Intriguing and compelling to the last, I feel huge loss for this man who showed me an image of masculinity that was a million miles from the buttoned-up rigidity of my military family. Thank you, David Bowie, for showing me other ways of being a man.

No, AFAB privilege is not a thing

I’ve been pretty loud about the relative privilege of trans men, but lately I’ve been hearing this term “AFAB privilege”, which frankly irks me as a feminist. So I wanted to explore the complicated relationship AFAB trans folks have with male privilege and feminism, and debunk some lazy tropes.

Edit to add – just to be clear, although today I am looking at how misogyny affects AFAB folks, I am not turning my back on my overall mission to highlight transmisogyny and the overwhelming inequalities trans women, and particularly trans women of colour, experience. I still think male privilege, and trans male privilege, are real things. But there are some complications . . .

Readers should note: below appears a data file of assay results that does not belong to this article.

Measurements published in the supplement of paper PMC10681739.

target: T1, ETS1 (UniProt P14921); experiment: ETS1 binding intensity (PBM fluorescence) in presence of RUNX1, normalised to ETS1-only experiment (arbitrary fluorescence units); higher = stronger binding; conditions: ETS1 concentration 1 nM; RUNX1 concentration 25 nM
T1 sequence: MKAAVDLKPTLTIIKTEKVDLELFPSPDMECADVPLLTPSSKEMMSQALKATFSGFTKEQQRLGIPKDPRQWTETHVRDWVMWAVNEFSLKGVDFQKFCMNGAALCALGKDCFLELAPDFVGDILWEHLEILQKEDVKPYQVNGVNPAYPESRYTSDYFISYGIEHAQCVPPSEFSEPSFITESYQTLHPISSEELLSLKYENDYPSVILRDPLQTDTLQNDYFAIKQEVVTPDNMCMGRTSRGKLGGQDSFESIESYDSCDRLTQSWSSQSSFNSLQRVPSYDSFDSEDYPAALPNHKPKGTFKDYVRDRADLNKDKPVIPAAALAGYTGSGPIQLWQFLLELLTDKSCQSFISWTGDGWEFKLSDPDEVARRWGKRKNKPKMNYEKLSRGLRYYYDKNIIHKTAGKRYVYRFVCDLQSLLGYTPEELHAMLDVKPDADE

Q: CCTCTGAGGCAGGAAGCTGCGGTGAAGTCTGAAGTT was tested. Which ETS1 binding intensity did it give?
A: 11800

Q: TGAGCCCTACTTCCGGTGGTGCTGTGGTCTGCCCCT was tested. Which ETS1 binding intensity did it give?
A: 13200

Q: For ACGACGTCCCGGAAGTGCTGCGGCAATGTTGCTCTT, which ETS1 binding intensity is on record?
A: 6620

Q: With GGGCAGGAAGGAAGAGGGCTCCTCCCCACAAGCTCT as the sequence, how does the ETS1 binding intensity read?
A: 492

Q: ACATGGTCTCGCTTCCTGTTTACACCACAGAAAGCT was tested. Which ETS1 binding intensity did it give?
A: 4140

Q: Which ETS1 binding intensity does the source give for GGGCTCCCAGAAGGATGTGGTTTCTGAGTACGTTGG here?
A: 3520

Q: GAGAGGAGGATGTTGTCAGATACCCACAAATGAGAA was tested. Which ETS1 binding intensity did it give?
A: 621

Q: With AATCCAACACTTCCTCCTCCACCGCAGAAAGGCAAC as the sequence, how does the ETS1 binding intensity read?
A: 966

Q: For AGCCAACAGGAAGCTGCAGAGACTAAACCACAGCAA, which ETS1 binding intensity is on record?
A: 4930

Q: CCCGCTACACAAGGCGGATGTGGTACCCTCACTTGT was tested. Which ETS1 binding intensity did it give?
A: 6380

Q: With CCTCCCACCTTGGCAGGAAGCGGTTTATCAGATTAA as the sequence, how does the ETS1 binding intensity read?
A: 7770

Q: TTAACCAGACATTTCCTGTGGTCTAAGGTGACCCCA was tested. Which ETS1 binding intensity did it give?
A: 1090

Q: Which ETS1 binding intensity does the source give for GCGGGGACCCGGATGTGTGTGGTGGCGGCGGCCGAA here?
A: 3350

There is no symmetry in our experiences

There is a bogus idea of symmetry that comes from our traditional, binary view of gender and what Julia Serano calls “oppositional sexism””. If trans women are so doubly disprivileged by their gender and their transness, in the form of their unique experience of transmisogyny, then surely trans men must be equivalently advantaged? But it doesn’t work like that.

In reality, our experiences are completely asymmetric; when they live as themselves, trans women rapidly lose any male passing privilege they had (I don’t think we can call it male privilege because they’re not men), as they become visible as trans women.

We do not gain male privilege with anything like the same rapidity.